A bizarre-looking ancient tusked creature used to live in today's Antarctica almost 250-million-years-ago and the unique creature was among the first known animals who survived by hibernation, said researchers.

The animal, called 'Lystrosaurus,' used to look like a crossbreed of a giant pig and a lizard. As per the scientists these animals used to sleep for several days, weeks, and even months to get through long-cold dark nights at Antarctica. Paleontologists claimed that this is the earliest known example of hibernation ever discovered by researchers in an animal. As per the researchers, this creature used to live on earth when there was a supercontinent called Pangea.

The researchers revealed their findings in a paper published on Thursday, August 27 in the journal Communications Biology. The team included scientists at the University of Washington, and its Burke Museum of Natural History and Culture.

The Ancient Animal

Life restoration of Lystrosaurus in a state of torpor.
Life restoration of Lystrosaurus in a state of torpor. Crystal Shin

There are many animals in polar regions which hibernate to get through dark winter months when food is scarce. Even the nocturnal animal bats begin hibernating when the cold weather drives the insects away. But after analyzing a thin slice from Lystrosaurus tusk and looking at the 'stress rings', the researchers found that the habit of hibernation has been around since before the dinosaurs.

The animal, Lystrosaurus thrived in what is now Russia, China, India, Africa, and Antarctica. Lead author of this study Dr. Megan Whitney said that the stress marks in the tusks are similar to those found in teeth associated with hibernation in certain modern animals.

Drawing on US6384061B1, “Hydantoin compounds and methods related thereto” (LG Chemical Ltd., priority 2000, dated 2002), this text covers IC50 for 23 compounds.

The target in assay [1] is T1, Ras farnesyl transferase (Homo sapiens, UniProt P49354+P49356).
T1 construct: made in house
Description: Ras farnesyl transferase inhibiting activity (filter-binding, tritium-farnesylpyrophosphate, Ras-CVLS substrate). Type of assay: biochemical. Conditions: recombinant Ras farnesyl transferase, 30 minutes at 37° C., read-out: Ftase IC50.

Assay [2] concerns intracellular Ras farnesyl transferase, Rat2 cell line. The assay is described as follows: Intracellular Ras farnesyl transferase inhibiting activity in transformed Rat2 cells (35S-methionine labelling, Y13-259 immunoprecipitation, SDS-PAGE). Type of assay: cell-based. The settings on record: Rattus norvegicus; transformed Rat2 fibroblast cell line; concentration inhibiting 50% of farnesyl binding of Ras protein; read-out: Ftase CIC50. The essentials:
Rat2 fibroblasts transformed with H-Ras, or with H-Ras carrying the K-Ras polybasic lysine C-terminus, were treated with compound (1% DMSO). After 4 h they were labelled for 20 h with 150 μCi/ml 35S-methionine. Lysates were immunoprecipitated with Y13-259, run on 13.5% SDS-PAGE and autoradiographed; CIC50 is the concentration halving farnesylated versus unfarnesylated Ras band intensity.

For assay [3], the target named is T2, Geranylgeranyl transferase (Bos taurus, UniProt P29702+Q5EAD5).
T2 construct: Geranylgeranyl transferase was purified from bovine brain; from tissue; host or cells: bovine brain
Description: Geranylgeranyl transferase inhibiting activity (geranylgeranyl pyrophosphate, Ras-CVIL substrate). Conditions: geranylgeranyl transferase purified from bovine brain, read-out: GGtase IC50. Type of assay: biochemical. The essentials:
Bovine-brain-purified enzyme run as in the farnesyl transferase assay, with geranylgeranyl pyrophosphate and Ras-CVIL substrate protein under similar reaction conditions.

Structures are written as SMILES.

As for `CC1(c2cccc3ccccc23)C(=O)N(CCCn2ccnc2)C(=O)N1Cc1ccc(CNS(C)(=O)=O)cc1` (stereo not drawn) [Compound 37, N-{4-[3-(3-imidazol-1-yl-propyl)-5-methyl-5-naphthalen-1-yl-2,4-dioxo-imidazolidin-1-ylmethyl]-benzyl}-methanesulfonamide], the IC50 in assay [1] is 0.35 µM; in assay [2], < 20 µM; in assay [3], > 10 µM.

This creature lived during a dynamic period of our planet's history. Co-author of the study, Christian Sidor, a UW professor of biology and curator of vertebrate paleontology at the Burke Museum said, "The fact that Lystrosaurus survived the end-Permian mass extinction and had such a wide range in the early Triassic has made them a very well-studied group of animals for understanding survival and adaptation."

Many fossilized remains of Lystrosaurus revealed that the squat and stout four-legged animal had no teeth but bore a pair of tusks in the upper jaw that helped them to dig for roots and tubers, according to Whitney. Just like elephants these tusks used to grow continuously throughout their lives.

The Research Finding

Thin-section from Antarctic Lystrosaurus tusk
This thin-section of the fossilized tusk from an Antarctic Lystrosaurus shows layers of dentine deposited in rings of growth. The tusk grew inward, with the oldest layers at the edge and the youngest layers near the center, where the pulp cavity would have been. At the top right is a close-up view of the layers, with a white bar highlighting a zone indicative of a hibernation-like state. Scale bar is 1 millimeter. Megan Whitney/Christian Sidor

As per the researchers, fossilized remains can provide information about an animal's metabolism, growth, and stress or strain on its body. The team of researchers compared cross-sections of tusks form six specimens in Antarctica and four from South Africa. Later, they noticed that all showed similar growth patterns. However, as per the scientists, in the case of fossils from Antarctica, the tusks were thick and closer compared to fossils from South Africa.

This indicated that there was less of the hard dense and bony tissues found in tusks and teeth, which is most likely because of prolonged stress from longer days and colder nights. The team further said that Lystrosaurus may have undergone complete hibernation—probably for several weeks that reduced its metabolism, body temperature, and activity.

Whitney said that the creature from Antarctica "likely needed some form of hibernation-like adaptation to cope with life near the South Pole." She also said as per their observation on the Antarctic Lystrosaurus tusks, "[it] fits a pattern of small metabolic 'reactivation events' during a period of stress, which is most similar to what we see in warm-blooded hibernators today."

The researcher also explained that animals that live at or near the poles have always had to cope with the extreme weather conditions. So, the recent findings have indicated that "entering into a hibernation-like state is not a relatively new type of adaptation. It is an ancient one," she added.